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Levels of satisfaction with doctors high - NZMA

Levels of satisfaction with doctors high - NZMA


All Health Reporters/Chief Executives/Press Officers

FROM: Dr Pippa MacKay, NZMA Chairman

DATE: 8 March, 2000

SUBJECT: Levels of satisfaction with doctors high - NZMA

Surveys and anecdotal evidence show high levels of satisfaction with doctors, says New Zealand Medical Association Chairman Dr Pippa MacKay.

"On the whole, patients are satisfied with their consultations. Based on figures from the Health and Disability Commissioner's office, an average of one complaint is received for every 50,000-plus times a general practitioner is consulted.

"Some complaints receive much publicity, and people may get the impression that they are very common. In fact, the opposite is true."

Figures made public by former Health and Disability Commissioner Robyn Stent showed that only a tiny fraction of visits to doctors result in complaints. In a final press release before she left her job earlier this month, Mrs Stent said an average of 1100 complaints (against all health professionals) were received by her office every year.

"In the context of 15.4 million GP consultations in 1997 alone, and more than 400,000 public hospital discharges in 1998, the numbers of complaints which are investigated by this office represent only a small proportion of total consumers receiving health and disability services. This indicates both the strength of the current health sector, and the value of the Code of Rights," Mrs Stent said.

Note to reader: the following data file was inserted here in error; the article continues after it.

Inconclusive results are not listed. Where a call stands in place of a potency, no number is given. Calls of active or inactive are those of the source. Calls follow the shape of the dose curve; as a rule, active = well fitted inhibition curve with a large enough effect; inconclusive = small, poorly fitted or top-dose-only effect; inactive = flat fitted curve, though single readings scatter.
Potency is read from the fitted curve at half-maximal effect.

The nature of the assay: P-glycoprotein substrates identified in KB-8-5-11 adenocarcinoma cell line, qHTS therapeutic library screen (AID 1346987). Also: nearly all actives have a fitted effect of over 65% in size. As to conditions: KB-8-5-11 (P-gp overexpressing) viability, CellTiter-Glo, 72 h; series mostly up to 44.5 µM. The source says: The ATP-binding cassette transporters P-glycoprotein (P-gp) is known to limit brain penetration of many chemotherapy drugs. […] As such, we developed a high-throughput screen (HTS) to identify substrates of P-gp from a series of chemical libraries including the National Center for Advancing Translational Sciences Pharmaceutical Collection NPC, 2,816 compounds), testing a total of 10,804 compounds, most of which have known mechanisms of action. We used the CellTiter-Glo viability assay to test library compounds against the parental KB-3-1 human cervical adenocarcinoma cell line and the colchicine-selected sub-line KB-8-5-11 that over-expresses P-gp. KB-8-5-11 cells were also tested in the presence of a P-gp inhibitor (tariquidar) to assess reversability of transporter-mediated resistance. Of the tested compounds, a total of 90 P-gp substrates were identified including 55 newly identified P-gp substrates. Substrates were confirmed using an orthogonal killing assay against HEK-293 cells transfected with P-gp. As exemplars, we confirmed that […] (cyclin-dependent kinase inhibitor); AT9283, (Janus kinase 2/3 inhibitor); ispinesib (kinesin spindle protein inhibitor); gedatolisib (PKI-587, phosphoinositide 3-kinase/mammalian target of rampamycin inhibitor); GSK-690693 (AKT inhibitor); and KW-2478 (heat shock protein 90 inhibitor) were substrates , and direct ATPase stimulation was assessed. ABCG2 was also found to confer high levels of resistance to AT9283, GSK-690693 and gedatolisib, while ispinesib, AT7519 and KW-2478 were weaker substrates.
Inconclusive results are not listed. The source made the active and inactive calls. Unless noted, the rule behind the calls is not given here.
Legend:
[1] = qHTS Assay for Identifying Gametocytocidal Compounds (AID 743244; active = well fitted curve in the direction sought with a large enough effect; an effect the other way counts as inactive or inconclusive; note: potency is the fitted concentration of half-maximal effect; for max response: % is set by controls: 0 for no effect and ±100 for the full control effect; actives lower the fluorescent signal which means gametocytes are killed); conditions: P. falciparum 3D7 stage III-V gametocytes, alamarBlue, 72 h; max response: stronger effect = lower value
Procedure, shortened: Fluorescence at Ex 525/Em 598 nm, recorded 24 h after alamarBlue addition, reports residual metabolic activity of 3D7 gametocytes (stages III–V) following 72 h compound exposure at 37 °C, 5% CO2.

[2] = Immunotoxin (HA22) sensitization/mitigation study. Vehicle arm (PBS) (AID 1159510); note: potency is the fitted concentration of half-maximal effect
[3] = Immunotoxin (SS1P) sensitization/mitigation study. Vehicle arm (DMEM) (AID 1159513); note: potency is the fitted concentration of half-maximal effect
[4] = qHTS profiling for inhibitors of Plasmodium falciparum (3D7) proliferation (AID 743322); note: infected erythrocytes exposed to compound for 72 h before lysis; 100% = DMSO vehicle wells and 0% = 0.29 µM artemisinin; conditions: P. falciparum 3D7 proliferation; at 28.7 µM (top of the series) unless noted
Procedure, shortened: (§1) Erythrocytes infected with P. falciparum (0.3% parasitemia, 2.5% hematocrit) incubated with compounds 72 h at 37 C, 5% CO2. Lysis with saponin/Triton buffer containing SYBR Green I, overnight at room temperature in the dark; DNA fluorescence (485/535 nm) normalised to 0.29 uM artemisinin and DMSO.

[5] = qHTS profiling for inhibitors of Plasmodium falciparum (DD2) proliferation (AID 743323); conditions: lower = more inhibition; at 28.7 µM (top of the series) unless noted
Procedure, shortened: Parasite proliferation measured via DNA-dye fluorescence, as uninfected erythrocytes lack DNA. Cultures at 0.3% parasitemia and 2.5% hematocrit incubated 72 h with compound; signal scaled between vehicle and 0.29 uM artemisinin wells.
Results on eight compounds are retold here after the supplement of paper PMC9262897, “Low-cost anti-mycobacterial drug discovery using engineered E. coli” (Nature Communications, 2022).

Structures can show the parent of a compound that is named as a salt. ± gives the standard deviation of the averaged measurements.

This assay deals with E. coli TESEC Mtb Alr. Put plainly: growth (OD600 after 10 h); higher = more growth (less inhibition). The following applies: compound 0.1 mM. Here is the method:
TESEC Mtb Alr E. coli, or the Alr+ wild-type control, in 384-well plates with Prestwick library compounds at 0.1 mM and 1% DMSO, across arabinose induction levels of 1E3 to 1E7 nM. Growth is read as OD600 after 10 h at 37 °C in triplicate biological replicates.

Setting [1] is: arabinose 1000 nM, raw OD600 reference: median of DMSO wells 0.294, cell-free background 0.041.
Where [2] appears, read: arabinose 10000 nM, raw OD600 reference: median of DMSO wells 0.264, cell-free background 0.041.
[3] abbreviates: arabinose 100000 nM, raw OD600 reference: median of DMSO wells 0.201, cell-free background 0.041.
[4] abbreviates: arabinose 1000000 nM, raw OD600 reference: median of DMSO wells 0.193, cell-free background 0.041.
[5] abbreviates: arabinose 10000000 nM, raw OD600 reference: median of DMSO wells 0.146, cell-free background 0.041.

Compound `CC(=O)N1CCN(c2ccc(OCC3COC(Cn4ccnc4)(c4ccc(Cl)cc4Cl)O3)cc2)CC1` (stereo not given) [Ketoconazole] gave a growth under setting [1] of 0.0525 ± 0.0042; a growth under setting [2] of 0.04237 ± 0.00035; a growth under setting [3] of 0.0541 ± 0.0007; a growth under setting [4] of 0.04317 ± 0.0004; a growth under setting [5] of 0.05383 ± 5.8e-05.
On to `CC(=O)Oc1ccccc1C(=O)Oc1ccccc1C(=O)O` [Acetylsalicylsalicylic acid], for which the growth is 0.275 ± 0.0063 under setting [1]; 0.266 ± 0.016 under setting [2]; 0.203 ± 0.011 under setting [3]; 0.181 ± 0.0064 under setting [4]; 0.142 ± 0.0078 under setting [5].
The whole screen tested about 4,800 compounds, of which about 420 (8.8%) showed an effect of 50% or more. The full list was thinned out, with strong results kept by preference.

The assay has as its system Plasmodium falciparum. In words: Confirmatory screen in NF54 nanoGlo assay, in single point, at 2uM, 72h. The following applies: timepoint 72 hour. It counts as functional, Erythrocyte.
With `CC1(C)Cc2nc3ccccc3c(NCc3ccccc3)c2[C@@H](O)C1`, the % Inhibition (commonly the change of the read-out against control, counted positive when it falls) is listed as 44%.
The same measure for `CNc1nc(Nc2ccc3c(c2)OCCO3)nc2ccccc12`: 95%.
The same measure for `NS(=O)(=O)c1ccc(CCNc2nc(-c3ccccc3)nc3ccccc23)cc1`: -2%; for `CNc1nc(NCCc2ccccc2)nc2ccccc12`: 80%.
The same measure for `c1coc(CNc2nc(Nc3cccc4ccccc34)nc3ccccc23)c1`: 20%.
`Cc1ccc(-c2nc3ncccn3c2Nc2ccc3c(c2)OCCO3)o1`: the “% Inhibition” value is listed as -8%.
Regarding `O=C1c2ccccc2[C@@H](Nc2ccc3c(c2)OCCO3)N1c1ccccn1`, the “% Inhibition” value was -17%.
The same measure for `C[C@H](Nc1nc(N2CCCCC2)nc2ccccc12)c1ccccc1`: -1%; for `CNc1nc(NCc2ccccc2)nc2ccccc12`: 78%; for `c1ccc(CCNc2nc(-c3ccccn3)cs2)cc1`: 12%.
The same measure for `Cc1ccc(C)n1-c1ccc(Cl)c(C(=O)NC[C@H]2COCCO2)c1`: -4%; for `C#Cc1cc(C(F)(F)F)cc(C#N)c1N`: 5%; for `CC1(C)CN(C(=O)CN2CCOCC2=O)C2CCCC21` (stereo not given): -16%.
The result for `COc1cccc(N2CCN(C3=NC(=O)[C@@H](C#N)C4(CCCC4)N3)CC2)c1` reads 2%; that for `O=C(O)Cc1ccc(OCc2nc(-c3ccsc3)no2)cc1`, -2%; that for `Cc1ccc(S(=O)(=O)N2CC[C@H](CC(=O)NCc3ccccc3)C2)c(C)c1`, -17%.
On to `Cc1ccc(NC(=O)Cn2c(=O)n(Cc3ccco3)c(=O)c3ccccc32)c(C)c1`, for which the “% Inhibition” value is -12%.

The Health and Disability Commissioner's annual report showed that 292 complaints against GPs were received during the 1997 year. Complaints against GPs dropped to 279 in 1998 and to 251 last year. Actual breaches of the Code by GPs were found in 30 cases last year.

"We are pleased that Mrs Stent recognised the strength of the current health sector. Doctors take their responsibilities seriously and are valued by their patients," Dr MacKay said.

The NZMA is also pleased to see that the number of open files currently under investigation by the Health and Disability Commissioner has decreased. The number of open files has been more than halved during the last year, to 424. This means cases are being investigated more quickly, which is an improvement for both doctors and patients.

A Ministry of Health survey released last year showed that nine out of 10 adults were satisfied or very satisfied with their last GP visit. Only four percent of those questioned reported being either dissatisfied or very dissatisfied with their last GP visit. The survey found GPs were the most widely consulted of all health professionals.


Dr Pippa MacKay (03) 351 6198 (wk) (03) 355 5717 (hm) (025) 484 718 (mobile)

Shani Naylor Communications Co-ordinator (04) 472 4741 (wk) (025) 284 1081 (mobile)

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